“Strategy without tactics is the slowest route to victory. Tactics without strategy is the noise before defeat.” Sun Tzu
“Strategy is a commodity; execution is an art.” Peter Drucker
Organizations should have a strategic planning process and use that to identify threats and opportunities. The threats and opportunities are used to develop a “to be” state, and a gap analysis should be conducted to identify the delta between that and the current state. Projects are then initiated to bridge that gap.
Each project should have a business case that describes, among other things, why the project is being initiated and the benefits to the organization. The business case is used develop the project charter and once the charter is approved the project begins. It is the project managers responsibility to ensure the project remains strategically aligned and that the business benefits of the deliverable are realized.
Understanding the business benefits and when they will be realized can have a profound impact on how the project will be delivered.
I was once a leader of a large project that was the driven by new legislation. The law required that a defined group of businesses register with the organization by a specific date. At a specific later date we would publish a researchable, downloadable list of the registered businesses. It sounds simple, but there were many complicating factors. We quickly realized that we could not get all this done in time, so we adopted an incremental delivery project plan. We would deliver the user interface, then the storage solution, then the list. Understanding when the benefits were to be realized drove the delivery strategy, but keeping focused on both the project and the benefits was a challenge.
This is a big challenge for most project managers. There is a lot going on in a large project, and as I described in earlier posts the project manager is normally focused on the project metrics, not the product/deliverable metrics.
Luckily for the project manager, PMI® has an artifact to address this challenge – the Benefits Management Plan.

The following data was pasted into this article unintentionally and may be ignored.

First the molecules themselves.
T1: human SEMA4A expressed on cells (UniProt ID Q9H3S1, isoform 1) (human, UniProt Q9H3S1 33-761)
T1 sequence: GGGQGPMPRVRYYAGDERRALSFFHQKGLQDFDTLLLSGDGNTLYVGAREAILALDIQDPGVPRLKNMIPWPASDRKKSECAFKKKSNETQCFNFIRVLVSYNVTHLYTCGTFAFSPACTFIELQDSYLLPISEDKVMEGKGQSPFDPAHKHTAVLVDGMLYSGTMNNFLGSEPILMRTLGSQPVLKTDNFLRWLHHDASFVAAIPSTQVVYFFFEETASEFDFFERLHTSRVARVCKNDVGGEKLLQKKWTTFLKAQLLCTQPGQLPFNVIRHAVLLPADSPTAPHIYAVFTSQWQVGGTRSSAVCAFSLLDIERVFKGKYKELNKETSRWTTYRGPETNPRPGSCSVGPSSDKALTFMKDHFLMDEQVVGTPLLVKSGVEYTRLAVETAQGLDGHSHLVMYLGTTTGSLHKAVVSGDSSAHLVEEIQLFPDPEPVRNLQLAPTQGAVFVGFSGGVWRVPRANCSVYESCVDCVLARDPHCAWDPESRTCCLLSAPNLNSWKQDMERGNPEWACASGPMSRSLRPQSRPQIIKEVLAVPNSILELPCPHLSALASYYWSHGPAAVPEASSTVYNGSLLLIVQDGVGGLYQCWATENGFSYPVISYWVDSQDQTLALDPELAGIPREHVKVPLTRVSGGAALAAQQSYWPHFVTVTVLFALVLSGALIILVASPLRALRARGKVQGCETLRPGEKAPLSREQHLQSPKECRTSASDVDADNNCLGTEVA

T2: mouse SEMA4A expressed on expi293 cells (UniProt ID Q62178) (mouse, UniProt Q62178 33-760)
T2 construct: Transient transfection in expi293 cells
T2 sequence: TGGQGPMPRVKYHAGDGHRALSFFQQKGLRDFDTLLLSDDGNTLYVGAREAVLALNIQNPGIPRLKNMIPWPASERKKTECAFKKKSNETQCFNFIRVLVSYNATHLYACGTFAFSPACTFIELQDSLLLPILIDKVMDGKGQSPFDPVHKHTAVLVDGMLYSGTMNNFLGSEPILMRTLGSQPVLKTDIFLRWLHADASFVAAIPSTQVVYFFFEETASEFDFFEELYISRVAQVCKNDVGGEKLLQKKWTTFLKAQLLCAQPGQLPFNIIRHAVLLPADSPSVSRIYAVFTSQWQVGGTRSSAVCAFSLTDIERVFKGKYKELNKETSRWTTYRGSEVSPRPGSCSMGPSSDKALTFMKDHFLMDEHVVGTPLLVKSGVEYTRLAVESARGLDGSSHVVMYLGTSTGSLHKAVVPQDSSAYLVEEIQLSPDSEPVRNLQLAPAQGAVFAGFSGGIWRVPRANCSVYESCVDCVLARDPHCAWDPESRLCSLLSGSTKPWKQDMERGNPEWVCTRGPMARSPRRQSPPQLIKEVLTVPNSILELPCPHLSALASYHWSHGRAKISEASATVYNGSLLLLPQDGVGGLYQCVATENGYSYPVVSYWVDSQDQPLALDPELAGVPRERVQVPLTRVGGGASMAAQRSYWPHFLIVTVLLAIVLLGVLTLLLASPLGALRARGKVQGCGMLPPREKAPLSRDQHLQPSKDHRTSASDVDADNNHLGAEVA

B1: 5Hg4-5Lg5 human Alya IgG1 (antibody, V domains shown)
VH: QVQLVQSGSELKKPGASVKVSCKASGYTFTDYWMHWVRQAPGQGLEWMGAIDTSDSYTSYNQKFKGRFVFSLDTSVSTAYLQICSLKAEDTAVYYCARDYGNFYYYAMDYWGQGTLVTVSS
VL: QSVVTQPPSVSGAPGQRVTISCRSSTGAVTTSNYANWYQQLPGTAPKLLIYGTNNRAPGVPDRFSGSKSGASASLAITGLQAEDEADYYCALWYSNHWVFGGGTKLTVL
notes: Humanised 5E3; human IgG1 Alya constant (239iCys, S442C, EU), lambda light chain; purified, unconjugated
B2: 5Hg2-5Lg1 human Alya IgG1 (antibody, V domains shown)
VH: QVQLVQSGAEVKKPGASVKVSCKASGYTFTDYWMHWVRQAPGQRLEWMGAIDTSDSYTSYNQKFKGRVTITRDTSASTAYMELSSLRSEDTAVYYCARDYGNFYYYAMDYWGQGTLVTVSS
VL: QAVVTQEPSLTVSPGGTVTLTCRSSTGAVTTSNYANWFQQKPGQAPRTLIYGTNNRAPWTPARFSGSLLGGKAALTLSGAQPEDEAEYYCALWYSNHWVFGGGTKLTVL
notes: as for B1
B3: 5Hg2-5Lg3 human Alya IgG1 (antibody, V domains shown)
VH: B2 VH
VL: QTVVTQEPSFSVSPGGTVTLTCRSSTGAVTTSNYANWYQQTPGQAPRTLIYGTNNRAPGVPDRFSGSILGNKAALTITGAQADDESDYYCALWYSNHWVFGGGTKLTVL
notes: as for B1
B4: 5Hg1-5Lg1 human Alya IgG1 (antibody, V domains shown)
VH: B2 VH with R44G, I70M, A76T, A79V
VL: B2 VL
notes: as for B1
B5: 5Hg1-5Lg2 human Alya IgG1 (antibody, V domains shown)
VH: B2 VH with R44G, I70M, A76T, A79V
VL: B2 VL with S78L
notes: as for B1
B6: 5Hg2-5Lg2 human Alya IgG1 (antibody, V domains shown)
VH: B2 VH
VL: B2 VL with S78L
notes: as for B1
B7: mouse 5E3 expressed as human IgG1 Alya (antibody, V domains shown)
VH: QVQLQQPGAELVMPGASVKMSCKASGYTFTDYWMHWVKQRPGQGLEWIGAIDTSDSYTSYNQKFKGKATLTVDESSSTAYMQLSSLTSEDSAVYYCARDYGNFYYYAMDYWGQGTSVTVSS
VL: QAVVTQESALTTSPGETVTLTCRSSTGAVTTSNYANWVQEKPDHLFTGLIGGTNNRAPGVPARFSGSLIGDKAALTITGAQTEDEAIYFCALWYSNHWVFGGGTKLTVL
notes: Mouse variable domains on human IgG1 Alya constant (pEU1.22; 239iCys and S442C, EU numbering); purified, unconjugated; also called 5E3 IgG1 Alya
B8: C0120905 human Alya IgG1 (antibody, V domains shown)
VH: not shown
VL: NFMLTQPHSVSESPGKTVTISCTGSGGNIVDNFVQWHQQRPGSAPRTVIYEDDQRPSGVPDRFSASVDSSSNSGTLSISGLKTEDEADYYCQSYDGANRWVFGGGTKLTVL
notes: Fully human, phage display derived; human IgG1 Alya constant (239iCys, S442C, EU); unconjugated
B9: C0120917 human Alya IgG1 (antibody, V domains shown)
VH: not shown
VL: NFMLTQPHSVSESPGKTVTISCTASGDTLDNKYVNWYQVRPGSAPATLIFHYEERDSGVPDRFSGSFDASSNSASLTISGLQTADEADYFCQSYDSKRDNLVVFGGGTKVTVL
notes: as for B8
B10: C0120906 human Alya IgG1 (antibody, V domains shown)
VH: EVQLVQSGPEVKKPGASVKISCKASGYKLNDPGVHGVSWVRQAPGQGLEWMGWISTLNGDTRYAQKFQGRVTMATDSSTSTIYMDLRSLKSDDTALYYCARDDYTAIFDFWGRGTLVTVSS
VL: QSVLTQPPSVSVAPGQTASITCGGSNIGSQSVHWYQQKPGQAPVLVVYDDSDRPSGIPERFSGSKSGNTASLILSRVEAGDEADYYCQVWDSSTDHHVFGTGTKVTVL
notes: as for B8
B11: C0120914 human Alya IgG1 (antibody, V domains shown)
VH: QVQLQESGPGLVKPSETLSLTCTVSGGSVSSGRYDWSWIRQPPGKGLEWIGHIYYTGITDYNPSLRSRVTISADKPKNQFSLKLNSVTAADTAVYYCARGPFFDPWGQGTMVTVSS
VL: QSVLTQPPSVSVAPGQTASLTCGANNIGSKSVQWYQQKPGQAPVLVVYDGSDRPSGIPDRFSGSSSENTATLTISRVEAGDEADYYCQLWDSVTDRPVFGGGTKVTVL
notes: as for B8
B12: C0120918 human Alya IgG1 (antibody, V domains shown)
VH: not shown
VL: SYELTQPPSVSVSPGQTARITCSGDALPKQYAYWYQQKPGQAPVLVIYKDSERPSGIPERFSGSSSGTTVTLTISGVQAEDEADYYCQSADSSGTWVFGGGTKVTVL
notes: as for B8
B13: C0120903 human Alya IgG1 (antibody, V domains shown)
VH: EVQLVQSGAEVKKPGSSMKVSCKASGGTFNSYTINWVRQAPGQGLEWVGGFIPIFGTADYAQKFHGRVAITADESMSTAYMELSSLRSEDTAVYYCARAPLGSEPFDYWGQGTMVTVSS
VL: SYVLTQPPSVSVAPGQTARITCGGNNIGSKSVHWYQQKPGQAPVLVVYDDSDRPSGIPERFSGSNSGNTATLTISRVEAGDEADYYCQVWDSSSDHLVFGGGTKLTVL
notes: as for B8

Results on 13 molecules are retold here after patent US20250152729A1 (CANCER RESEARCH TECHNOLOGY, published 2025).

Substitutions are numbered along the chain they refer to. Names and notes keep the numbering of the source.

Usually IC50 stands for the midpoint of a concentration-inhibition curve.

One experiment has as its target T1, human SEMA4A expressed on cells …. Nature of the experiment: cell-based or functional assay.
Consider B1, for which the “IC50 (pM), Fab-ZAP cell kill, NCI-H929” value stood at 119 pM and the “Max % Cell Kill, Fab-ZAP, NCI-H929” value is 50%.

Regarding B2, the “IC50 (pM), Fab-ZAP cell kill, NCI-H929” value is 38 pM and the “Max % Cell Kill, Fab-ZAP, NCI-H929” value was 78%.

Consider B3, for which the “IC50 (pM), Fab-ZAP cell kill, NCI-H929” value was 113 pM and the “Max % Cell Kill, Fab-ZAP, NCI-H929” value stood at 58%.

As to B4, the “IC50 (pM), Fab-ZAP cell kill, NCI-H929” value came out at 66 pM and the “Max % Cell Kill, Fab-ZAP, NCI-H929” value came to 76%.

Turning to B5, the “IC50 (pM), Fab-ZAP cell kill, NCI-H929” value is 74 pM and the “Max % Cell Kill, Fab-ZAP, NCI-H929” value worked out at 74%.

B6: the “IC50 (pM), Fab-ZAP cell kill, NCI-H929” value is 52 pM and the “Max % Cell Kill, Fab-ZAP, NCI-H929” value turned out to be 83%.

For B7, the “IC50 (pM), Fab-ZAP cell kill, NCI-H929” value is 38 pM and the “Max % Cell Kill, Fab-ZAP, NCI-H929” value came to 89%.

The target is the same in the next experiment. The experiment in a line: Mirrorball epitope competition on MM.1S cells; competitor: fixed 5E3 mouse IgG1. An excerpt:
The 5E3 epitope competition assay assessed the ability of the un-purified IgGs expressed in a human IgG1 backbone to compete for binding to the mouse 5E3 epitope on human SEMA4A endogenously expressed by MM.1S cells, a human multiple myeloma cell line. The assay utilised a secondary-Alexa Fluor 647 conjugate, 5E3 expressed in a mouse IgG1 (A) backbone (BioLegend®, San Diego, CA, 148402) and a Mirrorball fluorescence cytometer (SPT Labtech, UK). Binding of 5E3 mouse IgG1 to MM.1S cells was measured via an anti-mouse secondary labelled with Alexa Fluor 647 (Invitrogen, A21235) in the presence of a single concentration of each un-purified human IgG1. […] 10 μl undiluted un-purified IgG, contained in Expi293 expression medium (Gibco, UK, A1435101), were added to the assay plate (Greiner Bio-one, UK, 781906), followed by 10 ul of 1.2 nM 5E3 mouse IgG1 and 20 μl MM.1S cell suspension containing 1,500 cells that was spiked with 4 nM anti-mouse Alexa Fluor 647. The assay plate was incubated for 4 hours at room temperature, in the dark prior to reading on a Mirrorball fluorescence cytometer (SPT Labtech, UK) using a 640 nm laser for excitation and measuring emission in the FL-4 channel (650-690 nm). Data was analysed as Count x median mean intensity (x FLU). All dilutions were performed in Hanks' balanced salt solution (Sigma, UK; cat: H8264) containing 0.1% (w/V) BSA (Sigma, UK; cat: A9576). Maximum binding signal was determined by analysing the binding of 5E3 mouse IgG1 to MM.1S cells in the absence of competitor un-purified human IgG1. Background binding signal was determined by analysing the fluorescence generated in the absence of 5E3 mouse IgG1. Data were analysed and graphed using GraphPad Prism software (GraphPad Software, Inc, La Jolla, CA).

Page 546 of the PMBOK® tells us that “A benefits management plan describes how and when the benefits of the project will be delivered and how they will be measured.” It further goes on to say that the benefits management plan may include target benefits, strategic alignment, timeframe for realizing benefits, benefits owner, metrics, and risks.
This is an important document that doesn’t get discussed enough. A well-done Benefits Management Plan can elevate the need to focus on validation, which asks the question “are we building the right thing?”. Placing this in the Project Management Plan forces the project manager to focus on the product metrics, and in doing so ensures strategic alignment is maintained.
A colleague asked me to describe how to develop this plan. Because the universe of projects is so vast there is no single way to do this! The project “Bill paints his kitchen” will have a much different Benefits Management Plan than the project I described above.
In project management terms, this is called tailoring.
Every project manager needs to know why they are doing the project, strategic alignment, the expected benefits and when those benefits will be realized.
Next I’ll discuss the role of the of the Business Analyst in determining the success of the project.
Many of you have asked me for an update on the unnamed organization I based the “cancel culture” series on, so here it is! Death spiral. If you replace talented experienced managers with unimpressive inexperienced managers, the organization doesn’t get run very well. Goodness begets goodness, and badness begets badness. In this instance, one bad thing continues to lead to another. I suspect that if they don’t make dramatic changes, this 70 year old organization won’t survive to see 2024.